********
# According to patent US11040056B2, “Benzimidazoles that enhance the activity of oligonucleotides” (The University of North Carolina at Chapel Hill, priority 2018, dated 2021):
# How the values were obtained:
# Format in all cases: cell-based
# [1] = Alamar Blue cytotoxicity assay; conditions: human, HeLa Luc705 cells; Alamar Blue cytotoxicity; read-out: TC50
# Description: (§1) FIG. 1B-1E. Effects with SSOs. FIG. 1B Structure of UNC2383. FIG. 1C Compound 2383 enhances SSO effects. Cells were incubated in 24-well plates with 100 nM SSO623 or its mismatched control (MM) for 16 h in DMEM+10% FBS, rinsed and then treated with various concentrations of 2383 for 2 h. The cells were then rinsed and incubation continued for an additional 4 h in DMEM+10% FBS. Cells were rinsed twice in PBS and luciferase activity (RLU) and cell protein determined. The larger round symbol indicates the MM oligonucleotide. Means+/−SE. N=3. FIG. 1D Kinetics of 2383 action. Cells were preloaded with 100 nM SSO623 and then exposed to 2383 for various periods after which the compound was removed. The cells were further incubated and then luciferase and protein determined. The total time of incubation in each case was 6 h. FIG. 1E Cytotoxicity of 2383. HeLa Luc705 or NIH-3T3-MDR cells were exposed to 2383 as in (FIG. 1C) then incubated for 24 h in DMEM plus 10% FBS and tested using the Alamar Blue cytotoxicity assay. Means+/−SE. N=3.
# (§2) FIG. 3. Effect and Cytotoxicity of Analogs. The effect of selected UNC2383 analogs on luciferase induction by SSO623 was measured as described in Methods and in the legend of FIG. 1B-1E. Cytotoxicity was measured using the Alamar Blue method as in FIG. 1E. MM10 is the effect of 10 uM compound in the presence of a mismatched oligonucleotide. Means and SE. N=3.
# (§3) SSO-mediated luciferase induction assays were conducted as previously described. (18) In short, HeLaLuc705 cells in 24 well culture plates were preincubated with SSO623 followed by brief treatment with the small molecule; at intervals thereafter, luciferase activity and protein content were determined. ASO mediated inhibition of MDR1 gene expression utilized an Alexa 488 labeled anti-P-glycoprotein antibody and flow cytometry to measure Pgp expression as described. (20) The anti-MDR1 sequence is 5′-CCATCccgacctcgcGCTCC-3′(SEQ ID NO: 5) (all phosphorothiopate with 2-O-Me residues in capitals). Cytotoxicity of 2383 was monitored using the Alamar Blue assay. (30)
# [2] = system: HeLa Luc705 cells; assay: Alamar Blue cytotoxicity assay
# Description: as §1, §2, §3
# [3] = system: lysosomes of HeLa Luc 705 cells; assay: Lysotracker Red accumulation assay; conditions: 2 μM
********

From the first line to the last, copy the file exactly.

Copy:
# According to patent US11040056B2, “Benzimidazoles that enhance the activity of oligonucleotides” (The University of North Carolina at Chapel Hill, priority 2018, dated 2021):
# How the values were obtained:
# Format in all cases: cell-based
# [1] = Alamar Blue cytotoxicity assay; conditions: human, HeLa Luc705 cells; Alamar Blue cytotoxicity; read-out: TC50
# Description: (§1) FIG. 1B-1E. Effects with SSOs. FIG. 1B Structure of UNC2383. FIG. 1C Compound 2383 enhances SSO effects. Cells were incubated in 24-well plates with 100 nM SSO623 or its mismatched control (MM) for 16 h in DMEM+10% FBS, rinsed and then treated with various concentrations of 2383 for 2 h. The cells were then rinsed and incubation continued for an additional 4 h in DMEM+10% FBS. Cells were rinsed twice in PBS and luciferase activity (RLU) and cell protein determined. The larger round symbol indicates the MM oligonucleotide. Means+/−SE. N=3. FIG. 1D Kinetics of 2383 action. Cells were preloaded with 100 nM SSO623 and then exposed to 2383 for various periods after which the compound was removed. The cells were further incubated and then luciferase and protein determined. The total time of incubation in each case was 6 h. FIG. 1E Cytotoxicity of 2383. HeLa Luc705 or NIH-3T3-MDR cells were exposed to 2383 as in (FIG. 1C) then incubated for 24 h in DMEM plus 10% FBS and tested using the Alamar Blue cytotoxicity assay. Means+/−SE. N=3.
# (§2) FIG. 3. Effect and Cytotoxicity of Analogs. The effect of selected UNC2383 analogs on luciferase induction by SSO623 was measured as described in Methods and in the legend of FIG. 1B-1E. Cytotoxicity was measured using the Alamar Blue method as in FIG. 1E. MM10 is the effect of 10 uM compound in the presence of a mismatched oligonucleotide. Means and SE. N=3.
# (§3) SSO-mediated luciferase induction assays were conducted as previously described. (18) In short, HeLaLuc705 cells in 24 well culture plates were preincubated with SSO623 followed by brief treatment with the small molecule; at intervals thereafter, luciferase activity and protein content were determined. ASO mediated inhibition of MDR1 gene expression utilized an Alexa 488 labeled anti-P-glycoprotein antibody and flow cytometry to measure Pgp expression as described. (20) The anti-MDR1 sequence is 5′-CCATCccgacctcgcGCTCC-3′(SEQ ID NO: 5) (all phosphorothiopate with 2-O-Me residues in capitals). Cytotoxicity of 2383 was monitored using the Alamar Blue assay. (30)
# [2] = system: HeLa Luc705 cells; assay: Alamar Blue cytotoxicity assay
# Description: as §1, §2, §3
# [3] = system: lysosomes of HeLa Luc 705 cells; assay: Lysotracker Red accumulation assay; conditions: 2 μM